Peter Lillelid doesn't remember what the killers did to him and his family.
He has no recollection of how six young Kentuckians met the Powell residents at a rest stop off Interstate 81 in Greene County on April 6, 1997, how they forced them into their van, followed them to a quiet road off the Baileyton exit, lined them up along a ditch and them shot in the night with two pistols.
Peter himself was shot twice, losing an eye and suffering permanent neurological damage from another bullet fired into his back. He was only 2.
But much of East Tennessee remembers. It's marking the killings of Vidar, Defina and Tabitha Lillelid with the passage this week of the crime's 20-year anniversary.
Greene County authorities who worked the case remember. Berkeley Bell, then the district attorney general who prosecuted the case, recalls it well.
So do journalists who reported on the horrifying details of that triple killing and attended the 1998 sentencing hearings at which the six ultimately agreed to plead guilty and spend the rest of their lives in a Tennessee prison.
Gina Stafford, who covered the case for the Knoxville News Sentinel and befriended Peter and his extended family, said the young man is happy, well-adjusted and content to live thousands of miles away among relatives in Sweden.
Stafford, now a spokeswoman with the University of Tennessee system, spoke by phone late last month with Peter on behalf of 10News. She said she asked him if he wanted to say anything to the people in East Tennessee who have thought about him and wondered how he was doing, 20 years after his family was attacked.
"He said, 'Not really, I feel my life is what it is, and I'm happy with it, but it's touching to know there are people somewhere else that you can't meet and know by name who care a lot about you, and I appreciate that. It's nice to hear people still care.' "
Bell, who had a little boy at the time of the killings, thinks about Peter and wonders how he's doing, how the shootings affected him.
He'll never forget what happened to the Lillelids. For Bell, there's one word to describe what happened to them: evil.
"It was just a tremendous tragedy for absolutely no purpose whatsoever," he said.
Thrillseekers on the highway
In the spring of 1997, Joe Risner, 20, Natasha Cornett, 18, Karen Howell, 17, Crystal Sturgill, 18, Dean Mullins, 19, and Jason Bryant, 14, were living in far southeast Kentucky in towns like Paintsville and Pikeville, close to the West Virginia and Virginia lines.
Some were friends, some were loosely acquainted. Authorities allege they were allied by boredom, recklessness, a sense of isolation, unhappiness with their family life, a twisted desire to do something that had meaning.
A few even believed in witchcraft and the occult, and some were attracted to the black "Goth" look, according to Bell. Cornett had cut herself, and she fancied Satanism.
In early April, they stole a 9mm and a .25-caliber pistol and hit the road in a beat-up Chevrolet Citation. Cornett, according to authorities, was fascinated with movies like "Natural Born Killers" and boasted of perhaps staging a series of crimes just like the homicidal actors in the film.
Cornett, in fact, appeared to be the group's ringleader.
They arrived at the rest stop off I-81 in Greene County on the afternoon of April 6.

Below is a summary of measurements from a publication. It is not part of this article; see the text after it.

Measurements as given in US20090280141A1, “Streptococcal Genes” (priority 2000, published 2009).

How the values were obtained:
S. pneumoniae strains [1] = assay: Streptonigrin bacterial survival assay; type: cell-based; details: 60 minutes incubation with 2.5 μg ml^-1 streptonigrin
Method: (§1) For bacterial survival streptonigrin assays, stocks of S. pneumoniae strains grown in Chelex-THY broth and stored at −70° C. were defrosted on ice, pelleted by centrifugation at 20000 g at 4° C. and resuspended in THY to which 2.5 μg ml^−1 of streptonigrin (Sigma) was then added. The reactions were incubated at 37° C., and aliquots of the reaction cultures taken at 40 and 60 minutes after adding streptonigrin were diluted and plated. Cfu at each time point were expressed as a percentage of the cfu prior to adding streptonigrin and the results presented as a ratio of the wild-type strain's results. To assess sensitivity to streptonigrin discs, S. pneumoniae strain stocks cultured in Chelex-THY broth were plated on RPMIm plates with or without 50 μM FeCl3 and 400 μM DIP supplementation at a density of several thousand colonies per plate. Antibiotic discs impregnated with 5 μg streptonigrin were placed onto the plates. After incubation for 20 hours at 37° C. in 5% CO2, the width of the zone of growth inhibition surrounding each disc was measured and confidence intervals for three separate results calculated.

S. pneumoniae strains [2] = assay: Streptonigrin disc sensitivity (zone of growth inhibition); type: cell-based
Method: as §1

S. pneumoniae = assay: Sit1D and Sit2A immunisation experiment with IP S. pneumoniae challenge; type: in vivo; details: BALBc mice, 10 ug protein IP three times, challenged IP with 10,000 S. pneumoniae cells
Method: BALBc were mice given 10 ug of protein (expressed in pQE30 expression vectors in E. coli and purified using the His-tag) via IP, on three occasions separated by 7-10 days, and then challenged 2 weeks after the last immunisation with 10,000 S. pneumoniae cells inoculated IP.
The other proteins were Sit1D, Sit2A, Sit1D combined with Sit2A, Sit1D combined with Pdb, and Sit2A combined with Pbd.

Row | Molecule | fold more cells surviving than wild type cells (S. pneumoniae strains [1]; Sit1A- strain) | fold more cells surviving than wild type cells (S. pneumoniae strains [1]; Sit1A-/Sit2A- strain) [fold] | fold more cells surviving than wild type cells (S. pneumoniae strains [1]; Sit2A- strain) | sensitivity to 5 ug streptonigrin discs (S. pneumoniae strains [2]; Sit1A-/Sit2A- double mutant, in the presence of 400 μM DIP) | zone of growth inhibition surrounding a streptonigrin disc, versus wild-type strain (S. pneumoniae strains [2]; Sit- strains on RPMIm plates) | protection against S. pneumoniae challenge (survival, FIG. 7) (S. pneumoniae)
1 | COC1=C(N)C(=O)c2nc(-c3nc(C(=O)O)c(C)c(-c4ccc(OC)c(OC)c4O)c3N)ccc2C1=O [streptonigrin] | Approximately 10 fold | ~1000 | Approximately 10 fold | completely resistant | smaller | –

By coincidence, the Lillelids had stopped at the same place.
"It was a Sunday evening and they had gone to Johnson City earlier that day for an all-day workshop for members of the Jehnovah's Witness faith, and at the end of that workshop they were driving back home to Powell," Stafford recalled.
Vidar, a native of Norway who had moved to the United States intent on a better life, was 34. Delfina'a family was from Honduras. Delfina, 28, had met Vidar in South Florida.
They'd ultimately settled in East Tennessee. The Lillelids had saved what they could, but they didn't have much money. Vidar worked as a bellhop at the Holiday Inn near Cedar Bluff Road in West Knoxville.
Delfina and Tabitha, 6, encountered Howell and Cornett in the restroom.
The family and some of the Kentuckians struck up a conversation. Vidar talked about his religion and the importance of being saved.
Risner testified later that they were desperate to get a replacement vehicle because the Chevy wasn't going to last much longer. The Lillelids appeared to offer the group an opportunity.
Risner said he quietly showed Vidar the 9mm tucked in his pants. He said the group wanted the Lillelids' aging Dodge van. No one would get hurt, he said, but they would all have to leave together to find a place where they could take over the van.
With Vidar at the wheel of the Dodge, the Lillelids and the Kentuckians headed in the two vehicles to the Baileyton exit. They drove down Payne Hollow Road to a spot that looked remote, although residents lived not far away.
What happened next - and who did what - has never been fully explained or made exactly clear. Most of the killers accused Bryant of shooting the victims.
Neither Bell nor the police believe he acted alone. Bryant had the .25-caliber pistol, but Risner had handled the 9mm, records show.
According to Bell, no one that day was innocent. Authorities came to believe that the group made sure everyone took part.
"It was part of an initiation, for lack of a better way to put it," he said. " 'If you're going to be in this group, you're going to have to go through this. This is us.' "
The famly was made to get out of the van and stand in a ditch. Most of the group agreed that Vidar and Delfina pleaded for their lives, especially those of the children.
Risner would later testify that Bryant began shooting.
Vidar was shot six times; Delfina was shot 8 times, records show.
Bell recalled that bullets were fired into Vidar and Delfina that formed the shape of a pentagram. Another bullet hit Vidar in the eye.
One bullet hit Tabitha and two hit Peter.
A neighbor later recalled hearing gunshots and the happy sounds of people playing. But police didn't think that was the Lillelid children. They theorized the neighbor heard some of the Kentuckians, perhaps enjoying the crimes they were committing.
Bell said the killers "arranged" the Lillelids' bodies in the muddy ditch.
"They laid the parents out, laid the children over them in the form of a cross. Then they got in the van, turned around, came back and intentionally and maliciously ran over them," he said.
Tabitha and Peter still were alive, although Tabitha would die the next day at a Knoxville hospital.